accounting ma, also be defined as t2e measurement and reporting of internal and e9ternal information
concerning t2e impact of an entit, and its activities on a societ, !Dago( 1C$%#.

(#& Research Methodology
52e researc2er used t2e e9-post facto and surve, design. 52is c2oice of e9-post facto was based on t2e fact t2at
t2e independent variables@ =aste Disposal 0osts !=D0#( ;ines and "enalties !;"#( "ollution .batement 0osts
".0# in t2e companies8 financial reports used( alread, e9ist and t2e researc2er 2ad no control over t2em. 5o
ac2ieve t2is( five ,ears financial reports of selected companies were 2owever utili7ed in order to evaluate t2e
effect of environmental related cost on compan,8s performance. Eac2 annual report was carefull, scrutini7ed
and scored as a disclosure inde9 based on a researc2er-developed c2ec6list.Fowever as a supplement to t2e e9-
post factor( t2e surve, researc2 design was adopted to 2elp in eliciting respondents8 view on t2e conse:uences of
noncompliance wit2 relevant reporting standard on environmental accounting and social responsibilit,.
In order to gain t2e advantages of an in-dept2 stud, and effective coverage( samples were drawn from t2e
manufacturing firms operational in >agos State t2at s2ow evidences of compliance wit2 environmental
accounting and social responsibilit, disclosure re:uirements between 2$ to 212. Fowever ( t 2r ee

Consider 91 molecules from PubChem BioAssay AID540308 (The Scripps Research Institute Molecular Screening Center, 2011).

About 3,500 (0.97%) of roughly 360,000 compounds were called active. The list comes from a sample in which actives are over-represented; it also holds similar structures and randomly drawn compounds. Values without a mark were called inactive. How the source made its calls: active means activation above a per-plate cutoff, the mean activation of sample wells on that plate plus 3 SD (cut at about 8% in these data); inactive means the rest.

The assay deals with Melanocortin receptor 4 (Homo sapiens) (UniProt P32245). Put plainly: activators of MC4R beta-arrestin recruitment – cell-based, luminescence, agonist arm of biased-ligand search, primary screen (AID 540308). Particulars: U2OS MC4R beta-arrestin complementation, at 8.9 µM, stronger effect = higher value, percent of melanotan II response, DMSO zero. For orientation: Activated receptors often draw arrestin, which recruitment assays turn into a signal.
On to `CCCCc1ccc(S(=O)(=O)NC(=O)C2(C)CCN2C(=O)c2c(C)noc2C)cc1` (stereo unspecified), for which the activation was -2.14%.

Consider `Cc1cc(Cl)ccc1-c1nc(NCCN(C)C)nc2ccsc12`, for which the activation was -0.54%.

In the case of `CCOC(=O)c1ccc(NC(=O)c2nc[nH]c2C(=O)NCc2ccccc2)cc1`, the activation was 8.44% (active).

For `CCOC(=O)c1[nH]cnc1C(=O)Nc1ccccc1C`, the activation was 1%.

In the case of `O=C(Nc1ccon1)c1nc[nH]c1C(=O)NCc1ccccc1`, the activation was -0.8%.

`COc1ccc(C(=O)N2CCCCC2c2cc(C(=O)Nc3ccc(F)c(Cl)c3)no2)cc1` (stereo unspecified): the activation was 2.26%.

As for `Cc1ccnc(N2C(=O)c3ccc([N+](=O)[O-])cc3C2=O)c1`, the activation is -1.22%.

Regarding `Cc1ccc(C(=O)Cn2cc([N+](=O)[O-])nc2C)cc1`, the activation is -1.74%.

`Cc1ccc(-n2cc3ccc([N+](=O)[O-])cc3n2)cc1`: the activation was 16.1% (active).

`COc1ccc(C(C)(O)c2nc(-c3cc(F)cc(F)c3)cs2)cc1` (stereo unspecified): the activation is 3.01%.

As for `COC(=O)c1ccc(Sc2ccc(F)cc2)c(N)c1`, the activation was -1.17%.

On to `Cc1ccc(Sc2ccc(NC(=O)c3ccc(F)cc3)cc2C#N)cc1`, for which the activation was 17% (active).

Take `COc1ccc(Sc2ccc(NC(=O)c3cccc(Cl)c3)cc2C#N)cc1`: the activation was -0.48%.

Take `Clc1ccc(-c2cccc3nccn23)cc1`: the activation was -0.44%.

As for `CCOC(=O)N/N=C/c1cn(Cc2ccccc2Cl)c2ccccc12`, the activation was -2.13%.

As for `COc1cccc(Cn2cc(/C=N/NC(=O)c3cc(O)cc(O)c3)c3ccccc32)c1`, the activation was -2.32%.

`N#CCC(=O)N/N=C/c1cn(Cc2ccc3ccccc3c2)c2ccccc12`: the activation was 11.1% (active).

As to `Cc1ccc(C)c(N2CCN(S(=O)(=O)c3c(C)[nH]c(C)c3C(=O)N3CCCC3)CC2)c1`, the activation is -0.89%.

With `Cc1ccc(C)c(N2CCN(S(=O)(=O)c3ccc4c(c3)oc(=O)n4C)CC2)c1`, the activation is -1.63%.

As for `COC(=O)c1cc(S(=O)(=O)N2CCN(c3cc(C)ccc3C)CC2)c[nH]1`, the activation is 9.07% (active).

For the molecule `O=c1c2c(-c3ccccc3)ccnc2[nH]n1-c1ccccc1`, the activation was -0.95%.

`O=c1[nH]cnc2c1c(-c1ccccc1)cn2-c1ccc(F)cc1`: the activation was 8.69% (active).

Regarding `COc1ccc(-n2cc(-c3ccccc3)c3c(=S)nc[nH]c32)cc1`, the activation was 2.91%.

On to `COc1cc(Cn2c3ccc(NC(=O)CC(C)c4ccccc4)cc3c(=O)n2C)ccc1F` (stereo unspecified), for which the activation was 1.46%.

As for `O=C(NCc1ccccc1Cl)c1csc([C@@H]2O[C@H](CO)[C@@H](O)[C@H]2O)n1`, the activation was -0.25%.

compani es met t 2ese r e:ui r ement and t 2e, i ncl ude3 N.S0&B "l c. ( Dangot e 0ement "l c. (
and Fone,wel l ;l our Bi l l s@ w2i l e t 2e sample si7e for t2e respondents used from t2e t2ree companies
was 2*@ and t2eAudgmental sampling tec2ni:ue was also used.
5o test F,pot2eses one( population t-test was utili7ed on t2e G212H financial reports of t2e companies to
ascertain t2e e9tent of compan,8s disclosure level on international standards of accounting and reporting. 52e
researc2er developed c2ec6list based on International Standard of .ccounting and 1eporting. 52e IS.1
c2ec6list is a list of 27 items constructed based on past literature and contemporar, issues as outlined in
International Standard of .ccounting and 1eporting !IS.1#. 52e items are labeled 1 to 27( comprising items on
disclosures on environmental liabilities and cost( +oard level responsibilit, on pollution abatement( disclosure of
cost on pollution abatement( disclosure of cost on waste management( a commitment to environmental reporting(
etc.Eac2 reporting item on t2e c2ec6list is assigned a value of LE8 if it is reported wit2 details and related cost(
and L28 if t2e item is reported wit2 details wit2out cost( and 1if t2e item is disclosed wit2out detail w2ile relevant
items not disclosed are coded . 52e score !inde9# for eac2 standard is t2e ratio of actual reporting disclosure
divided b, applicable reporting.
F,pot2esis two was tested using multiple linear regression3 M N b
O b
O b